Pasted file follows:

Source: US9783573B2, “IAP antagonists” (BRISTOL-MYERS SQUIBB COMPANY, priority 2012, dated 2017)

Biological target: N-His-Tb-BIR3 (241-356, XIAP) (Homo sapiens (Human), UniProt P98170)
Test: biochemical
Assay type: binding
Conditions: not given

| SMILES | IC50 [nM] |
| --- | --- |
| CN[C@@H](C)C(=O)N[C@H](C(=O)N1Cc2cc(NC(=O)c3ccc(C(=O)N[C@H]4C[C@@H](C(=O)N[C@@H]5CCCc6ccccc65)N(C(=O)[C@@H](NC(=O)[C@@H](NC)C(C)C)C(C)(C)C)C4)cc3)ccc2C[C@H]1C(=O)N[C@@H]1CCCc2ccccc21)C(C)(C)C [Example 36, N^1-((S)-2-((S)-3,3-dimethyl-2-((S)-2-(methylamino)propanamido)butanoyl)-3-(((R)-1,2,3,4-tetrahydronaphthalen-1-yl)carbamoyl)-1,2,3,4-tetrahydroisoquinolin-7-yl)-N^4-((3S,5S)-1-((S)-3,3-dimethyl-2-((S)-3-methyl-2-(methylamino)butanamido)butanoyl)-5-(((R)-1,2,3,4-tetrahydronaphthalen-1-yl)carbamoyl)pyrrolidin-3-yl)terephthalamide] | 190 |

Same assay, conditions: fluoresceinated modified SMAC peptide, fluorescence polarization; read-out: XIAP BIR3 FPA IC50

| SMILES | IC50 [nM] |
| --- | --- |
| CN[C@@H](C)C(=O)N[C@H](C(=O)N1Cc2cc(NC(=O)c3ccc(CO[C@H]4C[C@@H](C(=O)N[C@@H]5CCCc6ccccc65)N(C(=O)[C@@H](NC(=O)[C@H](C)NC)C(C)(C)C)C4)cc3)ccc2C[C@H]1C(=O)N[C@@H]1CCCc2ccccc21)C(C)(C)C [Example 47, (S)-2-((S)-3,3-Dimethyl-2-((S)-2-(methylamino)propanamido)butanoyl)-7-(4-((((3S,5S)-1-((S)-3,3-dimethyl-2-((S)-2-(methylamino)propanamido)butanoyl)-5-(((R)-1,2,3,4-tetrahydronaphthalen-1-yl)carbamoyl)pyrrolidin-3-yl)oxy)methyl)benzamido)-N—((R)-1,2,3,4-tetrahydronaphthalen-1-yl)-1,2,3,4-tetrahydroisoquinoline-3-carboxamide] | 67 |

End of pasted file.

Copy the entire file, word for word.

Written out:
Source: US9783573B2, “IAP antagonists” (BRISTOL-MYERS SQUIBB COMPANY, priority 2012, dated 2017)

Biological target: N-His-Tb-BIR3 (241-356, XIAP) (Homo sapiens (Human), UniProt P98170)
Test: biochemical
Assay type: binding
Conditions: not given

| SMILES | IC50 [nM] |
| --- | --- |
| CN[C@@H](C)C(=O)N[C@H](C(=O)N1Cc2cc(NC(=O)c3ccc(C(=O)N[C@H]4C[C@@H](C(=O)N[C@@H]5CCCc6ccccc65)N(C(=O)[C@@H](NC(=O)[C@@H](NC)C(C)C)C(C)(C)C)C4)cc3)ccc2C[C@H]1C(=O)N[C@@H]1CCCc2ccccc21)C(C)(C)C [Example 36, N^1-((S)-2-((S)-3,3-dimethyl-2-((S)-2-(methylamino)propanamido)butanoyl)-3-(((R)-1,2,3,4-tetrahydronaphthalen-1-yl)carbamoyl)-1,2,3,4-tetrahydroisoquinolin-7-yl)-N^4-((3S,5S)-1-((S)-3,3-dimethyl-2-((S)-3-methyl-2-(methylamino)butanamido)butanoyl)-5-(((R)-1,2,3,4-tetrahydronaphthalen-1-yl)carbamoyl)pyrrolidin-3-yl)terephthalamide] | 190 |

Same assay, conditions: fluoresceinated modified SMAC peptide, fluorescence polarization; read-out: XIAP BIR3 FPA IC50

| SMILES | IC50 [nM] |
| --- | --- |
| CN[C@@H](C)C(=O)N[C@H](C(=O)N1Cc2cc(NC(=O)c3ccc(CO[C@H]4C[C@@H](C(=O)N[C@@H]5CCCc6ccccc65)N(C(=O)[C@@H](NC(=O)[C@H](C)NC)C(C)(C)C)C4)cc3)ccc2C[C@H]1C(=O)N[C@@H]1CCCc2ccccc21)C(C)(C)C [Example 47, (S)-2-((S)-3,3-Dimethyl-2-((S)-2-(methylamino)propanamido)butanoyl)-7-(4-((((3S,5S)-1-((S)-3,3-dimethyl-2-((S)-2-(methylamino)propanamido)butanoyl)-5-(((R)-1,2,3,4-tetrahydronaphthalen-1-yl)carbamoyl)pyrrolidin-3-yl)oxy)methyl)benzamido)-N—((R)-1,2,3,4-tetrahydronaphthalen-1-yl)-1,2,3,4-tetrahydroisoquinoline-3-carboxamide] | 67 |